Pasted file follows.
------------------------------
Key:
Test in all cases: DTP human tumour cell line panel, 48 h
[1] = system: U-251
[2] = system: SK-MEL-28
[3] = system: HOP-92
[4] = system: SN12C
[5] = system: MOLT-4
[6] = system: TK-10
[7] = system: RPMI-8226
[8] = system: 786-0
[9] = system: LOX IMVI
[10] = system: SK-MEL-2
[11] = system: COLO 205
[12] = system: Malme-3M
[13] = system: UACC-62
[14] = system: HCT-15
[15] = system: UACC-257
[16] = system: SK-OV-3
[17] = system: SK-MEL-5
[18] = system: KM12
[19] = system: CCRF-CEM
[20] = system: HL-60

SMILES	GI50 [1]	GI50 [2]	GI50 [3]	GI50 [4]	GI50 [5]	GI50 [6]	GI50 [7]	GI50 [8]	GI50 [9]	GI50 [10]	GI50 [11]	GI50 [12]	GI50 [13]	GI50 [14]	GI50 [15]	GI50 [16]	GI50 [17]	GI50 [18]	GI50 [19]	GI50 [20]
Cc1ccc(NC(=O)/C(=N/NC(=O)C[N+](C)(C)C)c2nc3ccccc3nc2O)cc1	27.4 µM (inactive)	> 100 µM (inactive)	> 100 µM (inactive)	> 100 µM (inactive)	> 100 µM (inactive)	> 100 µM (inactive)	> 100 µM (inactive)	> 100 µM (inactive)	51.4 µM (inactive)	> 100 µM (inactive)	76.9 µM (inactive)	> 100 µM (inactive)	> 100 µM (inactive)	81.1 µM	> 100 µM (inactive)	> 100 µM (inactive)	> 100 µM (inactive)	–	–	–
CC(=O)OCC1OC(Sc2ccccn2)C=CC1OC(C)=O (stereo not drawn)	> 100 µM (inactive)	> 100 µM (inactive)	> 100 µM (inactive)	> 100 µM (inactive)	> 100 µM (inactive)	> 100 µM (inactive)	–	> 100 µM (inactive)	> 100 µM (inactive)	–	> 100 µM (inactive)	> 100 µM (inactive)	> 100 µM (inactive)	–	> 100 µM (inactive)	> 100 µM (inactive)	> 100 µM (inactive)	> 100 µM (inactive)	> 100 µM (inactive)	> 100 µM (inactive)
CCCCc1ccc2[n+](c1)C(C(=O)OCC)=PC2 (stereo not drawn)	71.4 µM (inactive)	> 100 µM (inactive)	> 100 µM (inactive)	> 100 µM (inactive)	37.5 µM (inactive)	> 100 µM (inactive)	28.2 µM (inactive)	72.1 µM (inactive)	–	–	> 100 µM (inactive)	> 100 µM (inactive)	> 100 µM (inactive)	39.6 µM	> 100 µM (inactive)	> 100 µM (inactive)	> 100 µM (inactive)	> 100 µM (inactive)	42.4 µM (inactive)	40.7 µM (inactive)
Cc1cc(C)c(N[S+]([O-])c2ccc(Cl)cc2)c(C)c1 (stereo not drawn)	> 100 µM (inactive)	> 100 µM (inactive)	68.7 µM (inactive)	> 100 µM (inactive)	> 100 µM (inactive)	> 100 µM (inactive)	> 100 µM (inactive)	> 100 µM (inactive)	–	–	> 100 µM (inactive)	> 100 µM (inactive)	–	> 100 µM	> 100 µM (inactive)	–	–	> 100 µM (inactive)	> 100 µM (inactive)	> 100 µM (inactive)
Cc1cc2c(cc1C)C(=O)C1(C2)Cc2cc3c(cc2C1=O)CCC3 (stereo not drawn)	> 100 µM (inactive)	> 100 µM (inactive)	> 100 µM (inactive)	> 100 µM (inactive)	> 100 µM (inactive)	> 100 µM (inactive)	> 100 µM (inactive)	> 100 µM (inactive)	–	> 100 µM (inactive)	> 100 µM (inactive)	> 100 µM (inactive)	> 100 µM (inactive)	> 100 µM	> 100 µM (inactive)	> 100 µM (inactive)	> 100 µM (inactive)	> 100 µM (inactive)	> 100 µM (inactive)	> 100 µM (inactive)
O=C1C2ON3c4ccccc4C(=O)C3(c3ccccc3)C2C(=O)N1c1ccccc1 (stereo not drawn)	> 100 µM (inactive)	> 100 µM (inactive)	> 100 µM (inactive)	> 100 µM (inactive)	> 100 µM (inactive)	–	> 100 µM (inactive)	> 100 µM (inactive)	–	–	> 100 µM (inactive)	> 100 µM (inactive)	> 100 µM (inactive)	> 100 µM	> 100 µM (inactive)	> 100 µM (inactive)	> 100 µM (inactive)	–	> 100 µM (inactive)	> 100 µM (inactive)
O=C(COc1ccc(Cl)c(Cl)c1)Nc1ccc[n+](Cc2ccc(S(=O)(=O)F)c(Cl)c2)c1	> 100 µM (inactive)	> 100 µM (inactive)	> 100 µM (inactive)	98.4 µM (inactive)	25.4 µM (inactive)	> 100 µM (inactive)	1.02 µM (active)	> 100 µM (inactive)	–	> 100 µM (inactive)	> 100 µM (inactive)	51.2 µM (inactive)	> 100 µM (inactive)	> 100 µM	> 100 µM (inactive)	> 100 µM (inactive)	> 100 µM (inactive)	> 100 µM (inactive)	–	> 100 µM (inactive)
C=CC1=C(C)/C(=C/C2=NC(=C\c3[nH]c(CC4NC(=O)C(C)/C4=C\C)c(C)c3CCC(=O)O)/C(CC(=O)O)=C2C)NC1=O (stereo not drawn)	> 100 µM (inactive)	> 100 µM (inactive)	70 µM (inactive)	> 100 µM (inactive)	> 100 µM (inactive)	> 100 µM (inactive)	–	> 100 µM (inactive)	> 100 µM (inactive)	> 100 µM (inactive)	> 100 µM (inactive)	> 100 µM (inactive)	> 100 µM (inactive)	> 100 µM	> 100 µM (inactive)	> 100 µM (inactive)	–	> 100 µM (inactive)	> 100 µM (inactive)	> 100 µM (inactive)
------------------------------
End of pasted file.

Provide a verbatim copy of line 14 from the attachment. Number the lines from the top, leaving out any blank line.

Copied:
[12] = system: Malme-3M